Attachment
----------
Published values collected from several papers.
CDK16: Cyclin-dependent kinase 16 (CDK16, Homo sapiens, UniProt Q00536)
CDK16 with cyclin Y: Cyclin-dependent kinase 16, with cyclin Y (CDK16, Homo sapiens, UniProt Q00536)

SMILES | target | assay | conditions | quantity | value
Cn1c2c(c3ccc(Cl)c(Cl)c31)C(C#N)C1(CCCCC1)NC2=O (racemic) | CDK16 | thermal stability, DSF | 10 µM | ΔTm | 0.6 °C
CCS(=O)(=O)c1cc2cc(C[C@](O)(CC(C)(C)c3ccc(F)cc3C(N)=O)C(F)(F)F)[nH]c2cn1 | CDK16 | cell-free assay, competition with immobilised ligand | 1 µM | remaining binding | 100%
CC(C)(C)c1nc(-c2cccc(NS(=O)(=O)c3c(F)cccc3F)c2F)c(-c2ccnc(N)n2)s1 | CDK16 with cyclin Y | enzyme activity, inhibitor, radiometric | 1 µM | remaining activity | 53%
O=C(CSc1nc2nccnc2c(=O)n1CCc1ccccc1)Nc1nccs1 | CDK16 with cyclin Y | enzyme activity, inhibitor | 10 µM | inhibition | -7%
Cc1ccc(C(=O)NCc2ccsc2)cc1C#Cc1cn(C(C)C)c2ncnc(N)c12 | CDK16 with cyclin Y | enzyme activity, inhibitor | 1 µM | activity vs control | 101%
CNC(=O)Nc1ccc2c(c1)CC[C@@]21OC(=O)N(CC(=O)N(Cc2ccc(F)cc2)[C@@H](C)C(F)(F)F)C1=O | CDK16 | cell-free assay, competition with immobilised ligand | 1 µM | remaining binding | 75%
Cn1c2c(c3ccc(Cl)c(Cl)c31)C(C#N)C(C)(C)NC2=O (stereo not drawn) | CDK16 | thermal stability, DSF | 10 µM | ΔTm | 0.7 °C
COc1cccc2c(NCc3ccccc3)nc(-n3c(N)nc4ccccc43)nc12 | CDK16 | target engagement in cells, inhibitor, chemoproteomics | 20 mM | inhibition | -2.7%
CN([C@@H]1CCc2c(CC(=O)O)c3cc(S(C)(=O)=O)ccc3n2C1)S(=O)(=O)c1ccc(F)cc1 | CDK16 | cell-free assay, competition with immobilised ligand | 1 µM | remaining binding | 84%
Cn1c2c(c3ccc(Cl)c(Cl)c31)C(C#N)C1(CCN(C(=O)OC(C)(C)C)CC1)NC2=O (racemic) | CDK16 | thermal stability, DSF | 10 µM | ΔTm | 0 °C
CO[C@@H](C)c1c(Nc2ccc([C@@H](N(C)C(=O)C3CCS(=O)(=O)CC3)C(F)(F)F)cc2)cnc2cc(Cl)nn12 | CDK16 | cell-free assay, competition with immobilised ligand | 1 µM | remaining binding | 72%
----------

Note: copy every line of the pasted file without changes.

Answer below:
Published values collected from several papers.
CDK16: Cyclin-dependent kinase 16 (CDK16, Homo sapiens, UniProt Q00536)
CDK16 with cyclin Y: Cyclin-dependent kinase 16, with cyclin Y (CDK16, Homo sapiens, UniProt Q00536)

SMILES | target | assay | conditions | quantity | value
Cn1c2c(c3ccc(Cl)c(Cl)c31)C(C#N)C1(CCCCC1)NC2=O (racemic) | CDK16 | thermal stability, DSF | 10 µM | ΔTm | 0.6 °C
CCS(=O)(=O)c1cc2cc(C[C@](O)(CC(C)(C)c3ccc(F)cc3C(N)=O)C(F)(F)F)[nH]c2cn1 | CDK16 | cell-free assay, competition with immobilised ligand | 1 µM | remaining binding | 100%
CC(C)(C)c1nc(-c2cccc(NS(=O)(=O)c3c(F)cccc3F)c2F)c(-c2ccnc(N)n2)s1 | CDK16 with cyclin Y | enzyme activity, inhibitor, radiometric | 1 µM | remaining activity | 53%
O=C(CSc1nc2nccnc2c(=O)n1CCc1ccccc1)Nc1nccs1 | CDK16 with cyclin Y | enzyme activity, inhibitor | 10 µM | inhibition | -7%
Cc1ccc(C(=O)NCc2ccsc2)cc1C#Cc1cn(C(C)C)c2ncnc(N)c12 | CDK16 with cyclin Y | enzyme activity, inhibitor | 1 µM | activity vs control | 101%
CNC(=O)Nc1ccc2c(c1)CC[C@@]21OC(=O)N(CC(=O)N(Cc2ccc(F)cc2)[C@@H](C)C(F)(F)F)C1=O | CDK16 | cell-free assay, competition with immobilised ligand | 1 µM | remaining binding | 75%
Cn1c2c(c3ccc(Cl)c(Cl)c31)C(C#N)C(C)(C)NC2=O (stereo not drawn) | CDK16 | thermal stability, DSF | 10 µM | ΔTm | 0.7 °C
COc1cccc2c(NCc3ccccc3)nc(-n3c(N)nc4ccccc43)nc12 | CDK16 | target engagement in cells, inhibitor, chemoproteomics | 20 mM | inhibition | -2.7%
CN([C@@H]1CCc2c(CC(=O)O)c3cc(S(C)(=O)=O)ccc3n2C1)S(=O)(=O)c1ccc(F)cc1 | CDK16 | cell-free assay, competition with immobilised ligand | 1 µM | remaining binding | 84%
Cn1c2c(c3ccc(Cl)c(Cl)c31)C(C#N)C1(CCN(C(=O)OC(C)(C)C)CC1)NC2=O (racemic) | CDK16 | thermal stability, DSF | 10 µM | ΔTm | 0 °C
CO[C@@H](C)c1c(Nc2ccc([C@@H](N(C)C(=O)C3CCS(=O)(=O)CC3)C(F)(F)F)cc2)cnc2cc(Cl)nn12 | CDK16 | cell-free assay, competition with immobilised ligand | 1 µM | remaining binding | 72%